Microsoft delivers its final CES Keynote

Microsoft took the opportunity to reflect on its accomplishments and give us a peak at what's in store for the future in this year's CES Keynote Address. CEO Steve Ballmer took center stage to deliver a "State of the Union" type presentation for the software giant.  After 14 years of delivering a keynote address at the International Consumer Electronics Show, this would be Microsoft's last.  At least for a while.

Presented in conversation form with Ryan Seacrest moderating, Ballmer began the conversation on Windows Phone. Naturally, he was pleased with the success Windows Phone has had and felt it is the first phone to put people first. It provides a consolidated glance at what's important in your life.

A large portion of the discussion on Windows Phone was shifted to Derek Snyder, Microsoft's Product Manager. Snyder presented a thorough overview of the Windows Phone experience and how it put people first.

Looking forward, Ballmer is clearly excited about moving forward with 4G LTE technology and the new partnership with Nokia. He took the opportunity to spotlight the upcoming Nokia Lumia 900 and HTC Titan II that is heading to AT&T.

The conversation with Seacrest quickly shifted to Windows PC and the future of that operating system. Windows 8 is going to give customers the power and mobility to move between what they want to do and what they need to do. The new system incorporates heavily the metro system we all have become familiar with our Windows Phone. Windows 8 is designed to be interactive by touch, the mouse or keyboard. In watching the demo, you couldn't help but think it's your Windows Phone on your PC or tablet. It even has a Windows Store which will open in late February and available in over 200 markets. Probably the best news about Windows 8 is that PC's running Windows 7 is capable of running Windows 8.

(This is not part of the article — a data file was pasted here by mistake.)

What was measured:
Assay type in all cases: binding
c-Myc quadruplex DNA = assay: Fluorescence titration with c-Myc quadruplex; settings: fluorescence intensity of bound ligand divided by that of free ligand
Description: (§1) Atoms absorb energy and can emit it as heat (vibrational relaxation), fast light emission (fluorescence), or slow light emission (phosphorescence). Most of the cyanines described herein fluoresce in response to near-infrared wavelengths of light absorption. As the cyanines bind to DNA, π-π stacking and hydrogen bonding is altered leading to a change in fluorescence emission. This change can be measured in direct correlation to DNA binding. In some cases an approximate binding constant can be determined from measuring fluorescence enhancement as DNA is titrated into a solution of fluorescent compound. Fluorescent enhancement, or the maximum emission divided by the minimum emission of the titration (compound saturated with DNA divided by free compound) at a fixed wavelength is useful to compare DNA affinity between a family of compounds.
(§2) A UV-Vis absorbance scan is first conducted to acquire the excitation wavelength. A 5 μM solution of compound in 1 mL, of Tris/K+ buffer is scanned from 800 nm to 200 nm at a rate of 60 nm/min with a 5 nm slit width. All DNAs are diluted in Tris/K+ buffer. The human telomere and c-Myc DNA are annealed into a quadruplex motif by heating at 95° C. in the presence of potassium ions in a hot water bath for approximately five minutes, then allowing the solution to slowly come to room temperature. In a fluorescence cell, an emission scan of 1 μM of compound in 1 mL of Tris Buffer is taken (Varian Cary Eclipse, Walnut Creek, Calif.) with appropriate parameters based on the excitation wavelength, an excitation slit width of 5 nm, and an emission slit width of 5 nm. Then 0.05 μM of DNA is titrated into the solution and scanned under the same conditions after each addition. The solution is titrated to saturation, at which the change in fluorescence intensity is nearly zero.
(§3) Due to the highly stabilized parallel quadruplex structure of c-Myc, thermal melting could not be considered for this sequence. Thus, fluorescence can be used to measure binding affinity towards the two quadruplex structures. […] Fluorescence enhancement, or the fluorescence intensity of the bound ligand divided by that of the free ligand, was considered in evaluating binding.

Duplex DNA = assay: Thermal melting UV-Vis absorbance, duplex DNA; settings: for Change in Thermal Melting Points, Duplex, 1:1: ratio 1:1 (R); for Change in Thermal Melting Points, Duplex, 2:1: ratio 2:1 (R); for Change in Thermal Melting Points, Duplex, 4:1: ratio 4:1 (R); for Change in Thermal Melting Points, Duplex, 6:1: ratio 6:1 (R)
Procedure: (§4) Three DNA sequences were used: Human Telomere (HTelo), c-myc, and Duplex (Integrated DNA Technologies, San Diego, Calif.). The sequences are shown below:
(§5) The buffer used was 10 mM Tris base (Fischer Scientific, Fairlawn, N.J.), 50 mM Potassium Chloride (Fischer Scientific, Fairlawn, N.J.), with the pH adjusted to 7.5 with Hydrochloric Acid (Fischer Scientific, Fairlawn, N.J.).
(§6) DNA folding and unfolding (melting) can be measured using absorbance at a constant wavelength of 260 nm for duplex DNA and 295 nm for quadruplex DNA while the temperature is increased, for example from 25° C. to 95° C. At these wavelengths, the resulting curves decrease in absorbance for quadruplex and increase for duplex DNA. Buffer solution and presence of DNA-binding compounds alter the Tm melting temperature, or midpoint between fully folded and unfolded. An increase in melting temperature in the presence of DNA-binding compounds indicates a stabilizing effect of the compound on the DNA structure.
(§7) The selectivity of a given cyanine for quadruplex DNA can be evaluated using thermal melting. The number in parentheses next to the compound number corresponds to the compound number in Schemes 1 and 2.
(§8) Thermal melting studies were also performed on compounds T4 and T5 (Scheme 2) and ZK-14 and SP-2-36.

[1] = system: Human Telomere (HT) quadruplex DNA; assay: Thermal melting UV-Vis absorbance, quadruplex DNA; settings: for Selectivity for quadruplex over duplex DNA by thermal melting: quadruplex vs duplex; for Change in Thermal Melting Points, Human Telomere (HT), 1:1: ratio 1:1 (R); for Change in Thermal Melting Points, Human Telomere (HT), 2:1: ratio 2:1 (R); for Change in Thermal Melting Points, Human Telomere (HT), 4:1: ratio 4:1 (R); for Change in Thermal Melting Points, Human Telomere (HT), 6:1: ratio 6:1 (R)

A Microsoft conversation would be incomplete without mentioning Xbox 360 and Kinect. With over 40 million Xbox Live subscribers and 18 million Kinect units shipped, the Xbox platform has transitioned from a gaming platform to an entertainment platform.  With the latest update in December that brings the Metro interface to the Xbox console and Kinects voice interface, users can scan through games, television, movies and contacts with ease. Microsoft is moving to make the Xbox console your all-in-one entertainment device.  Additionally, Ballmer announced that the Kinect will be coming to the PC on February 1, 2012.

All in all, the presentation was a combination of reflecting on the past and looking forward to the future. It is clear that the Metro design will play a large role in things to make interfacing with the three screens as user friendly and efficient as possible.  

As Ballmer mentioned, "Metro will drive the new magic over all of Microsoft's experiences."  When asked what's next?  Ballmer replied simply,

"Metro, Metro, Metro.  Windows, Windows, Windows."

It is clear that Steve Ballmer sees the future of Windows Phones, Windows 8, Xbox and Microsoft being bright and he won't get much of an argument from us.

George Ponder

George is the Reviews Editor at Windows Central, concentrating on Windows 10 PC and Mobile apps. He's been a supporter of the platform since the days of Windows CE and uses his current Windows 10 Mobile phone daily to keep up with life and enjoy a game during down time.